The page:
Even though single mother of four Nanaushika McGee enjoyed her job at an elementary school, she was ultimately interested in pursuing a career in healthcare. But the timing was never right, and many training options were cost prohibitive. It didn’t seem attainable.
COVID-19, however, changed everything for her.
“The pandemic really drove it for me, because in my mind I’m thinking, ‘Okay, well, they’re going to need a lot of help,’” she recalled.
Spurred by the desire to join the front-line ranks during the global crisis, she searched for training options again. This time, she came across Opportunity Junction. She realized the nonprofit organization offered Certified Nursing Assistant (CNA) training through its Healthcare Career Pathway (HCP) program. Cohorts were trained in both Antioch and Concord – at Mount Diablo Adult Education (MDAE), which happened to be close to home.
“I called and asked questions, and they were very helpful,” Nanaushika explained, further noting that the financial assistance removed barriers. “It led me to a really big life-changing career move.”
After graduating from the HCP in 2021, she quickly secured employment. While she said work as a CNA can be hard, the bigger role of the job is connecting with people and caring for those who are most vulnerable. She noted that her priority when caring for someone is making sure they feel safe. She also expressed appreciation for the special moments she’s had with patients.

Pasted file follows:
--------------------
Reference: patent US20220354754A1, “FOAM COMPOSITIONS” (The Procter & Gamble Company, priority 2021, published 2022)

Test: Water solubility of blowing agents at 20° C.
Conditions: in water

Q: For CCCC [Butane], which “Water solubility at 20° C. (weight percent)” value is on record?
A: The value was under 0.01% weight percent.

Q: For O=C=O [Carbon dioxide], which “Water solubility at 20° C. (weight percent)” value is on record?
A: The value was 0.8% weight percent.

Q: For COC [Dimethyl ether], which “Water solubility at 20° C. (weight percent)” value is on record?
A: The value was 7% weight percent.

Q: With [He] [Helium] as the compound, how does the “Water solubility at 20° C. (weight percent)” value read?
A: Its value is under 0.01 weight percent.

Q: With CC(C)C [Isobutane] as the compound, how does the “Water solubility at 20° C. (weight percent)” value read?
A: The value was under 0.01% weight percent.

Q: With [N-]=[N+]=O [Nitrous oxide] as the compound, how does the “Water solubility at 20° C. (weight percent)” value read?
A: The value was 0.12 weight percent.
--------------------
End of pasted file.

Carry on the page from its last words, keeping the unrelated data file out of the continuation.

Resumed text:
“I shared my dream of one day becoming a registered nurse with a resident, and they stopped and grabbed my hand, and they prayed for me,” Nanaushika shared. “That meant so much to me.”
Nanaushika is well on her way to achieving her dream. As 2022 came to a close, she graduated from the Licensed Vocational Nurse program at Contra Costa Medical Career College and passed the National Council Licensure Examination.
She said the initial CNA training opened doors to her future.
“To this day, I’m so grateful to Opportunity Junction. The people who worked there were very thoughtful, and you could really see that they wanted you to succeed,” she said, fondly recalling instructors and career coaches who cheered her on along the way. “It was genuine.”
She encouraged others who might be considering the program to take the next step and apply.
“I know life will come at you, regardless, but you know you’ll feel much better once you’re finished, and that you put in that time into changing your career path.”